The Ancient History of Cannabis

Matt Weeks March 11, 2020 0 comments

The ancient history of cannabis is an unfinished rollercoaster journey to legalization.

The ancient history of cannabis is a story of co-evolution. Brought up alongside humankind, it’s been with us for every step of our progress, from humanity’s first steps as hunter-gatherers to part-time plant cultivators all the way to the digital era.

As humans made technological leaps, cannabis was there, too. Moving forward with dog-like companionship, slowly revealing its secrets along the way. Its rollercoaster journey from a wild weed of Asia to the one of the world’s longest used and most diverse medicinal substances is an interesting one.

Cannabis helped usher in mankind’s first forays into natural medicine. It was one of the first plant-based cures abandoned and vilified in the pharmaceutical age. From savior to scourge and back again, cannabis exemplifies the sometimes-fraught relationship between humanity and nature.

The ancient history of cannabis begins in central Asia where a cannabis plant grows in this picture

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Humble Beginnings: The Ancient History of Cannabis

Indigenous to the central plain of Asia and the Indian subcontinent, cannabis became an instant hit. It was popular not just for the durability of its fiber but also for the oil of its seed. And it was, of course, popular for the intoxicating and healing abilities of its flower.  Cannabis was one of the first ever plants humans cultivated, according to research published in Chemistry & Biodiversity (2007). 

Researchers have also found remnants of cultivated cannabis plants dating to 5,000 BC in Eurasia and Japan. While these discoveries confirm the ancient history of cannabis, the exact use of cannabis in the Bronze Age is still somewhat a mystery. A famous passage from Herodotus, ancient Greece’s famous “father of history,” mentions smoking cannabis. However, the earliest definitive evidence of smokable cannabis dates to 2,500 years ago in the Pamir Mountain range in central Asia. This is according to research by the Max Planck Institute for the Science of Human History.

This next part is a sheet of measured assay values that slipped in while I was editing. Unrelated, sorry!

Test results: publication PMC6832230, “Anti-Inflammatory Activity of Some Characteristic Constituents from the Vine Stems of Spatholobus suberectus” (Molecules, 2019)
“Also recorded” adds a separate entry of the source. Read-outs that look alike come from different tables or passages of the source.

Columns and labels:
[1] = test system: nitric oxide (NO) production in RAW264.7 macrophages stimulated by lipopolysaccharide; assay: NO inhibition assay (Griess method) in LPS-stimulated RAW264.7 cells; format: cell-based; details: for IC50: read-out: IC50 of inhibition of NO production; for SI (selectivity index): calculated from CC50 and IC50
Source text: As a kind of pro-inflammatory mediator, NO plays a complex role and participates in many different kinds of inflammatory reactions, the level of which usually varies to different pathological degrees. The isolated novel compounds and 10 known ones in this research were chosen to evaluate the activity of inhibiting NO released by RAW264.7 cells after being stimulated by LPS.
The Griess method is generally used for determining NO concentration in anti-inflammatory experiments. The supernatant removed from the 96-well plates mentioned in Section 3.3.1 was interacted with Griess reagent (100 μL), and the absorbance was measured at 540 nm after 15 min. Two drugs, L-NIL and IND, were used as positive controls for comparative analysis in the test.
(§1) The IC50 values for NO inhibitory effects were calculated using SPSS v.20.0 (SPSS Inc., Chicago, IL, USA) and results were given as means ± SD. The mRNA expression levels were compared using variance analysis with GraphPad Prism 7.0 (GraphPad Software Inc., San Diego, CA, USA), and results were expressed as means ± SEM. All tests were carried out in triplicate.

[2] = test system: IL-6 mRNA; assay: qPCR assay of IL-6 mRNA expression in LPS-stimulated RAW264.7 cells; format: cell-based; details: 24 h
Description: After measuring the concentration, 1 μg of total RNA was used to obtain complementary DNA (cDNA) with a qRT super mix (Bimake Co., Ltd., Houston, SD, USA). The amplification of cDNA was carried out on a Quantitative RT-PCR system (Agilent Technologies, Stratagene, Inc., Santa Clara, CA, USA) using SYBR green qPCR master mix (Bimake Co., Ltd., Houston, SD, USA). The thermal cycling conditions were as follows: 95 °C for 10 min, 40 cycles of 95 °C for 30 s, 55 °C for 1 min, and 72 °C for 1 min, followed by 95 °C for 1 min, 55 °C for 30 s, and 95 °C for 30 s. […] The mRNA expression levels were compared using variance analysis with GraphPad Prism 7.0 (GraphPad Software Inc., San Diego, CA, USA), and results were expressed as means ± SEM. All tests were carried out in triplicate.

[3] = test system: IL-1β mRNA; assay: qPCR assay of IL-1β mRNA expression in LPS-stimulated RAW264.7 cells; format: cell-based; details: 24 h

The ashes studied showed that the THC levels of the ancient cannabis were higher than those normally found in wild hemp, meaning it was likely cultivated to be more potent. There’s evidence that primitive doctors understood the relationship between pain and cannabis. They used the plant as an anesthetic in brain surgery and other functions.

It’s likely that cannabis, and word of its healing properties, first spread along the early Silk Road. This is not the illegal drug website on the “dark web” but rather a trade passageway stretching from China to Europe. From there, it migrated with trading partners to Japan, Africa, and eventually the Americas.

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From Natural Remedy to Nationwide Scourge

If cannabis was popular and widely consumed for thousands of years, how did it end up illegal by the close of the twentieth century? 

The first recorded anti-cannabis edict came in 1378 from an Arabian emir. This was exactly 600 years before the United States issued a similar (although less draconian) law. Worldwide, however, it wasn’t until the late eighteenth century that cannabis bans really took off. In 1787 the king of Madagascar banned the substance, and Napoleon followed suit around 1800. Most of Europe, the Middle East, and Africa began experimenting with bans throughout the 1800s. By the mid-1900s it was effectively illegal worldwide. 

Why then? While it’s hard to point to a single reason, it’s hard not to see how the rise of modernity coincides identically with the fall of legalized cannabis.

The ancient history of cannabis shows that the plant was popular with many, like this Indian smoking a pipe, for thousands of years before being banned

Did Medicine Kill Cannabis?

Just as cannabis began to become outlawed on a large scale, humans were making huge advancements in evidence-based medicine. Prior to the 1800s, medical science had many limitations. There was virtually no progress in disease identification or control from the time Leonardo DaVinci was dissecting corpses for artwork in the 1400s until 1796, when the invention of the first vaccine (for smallpox) occurred.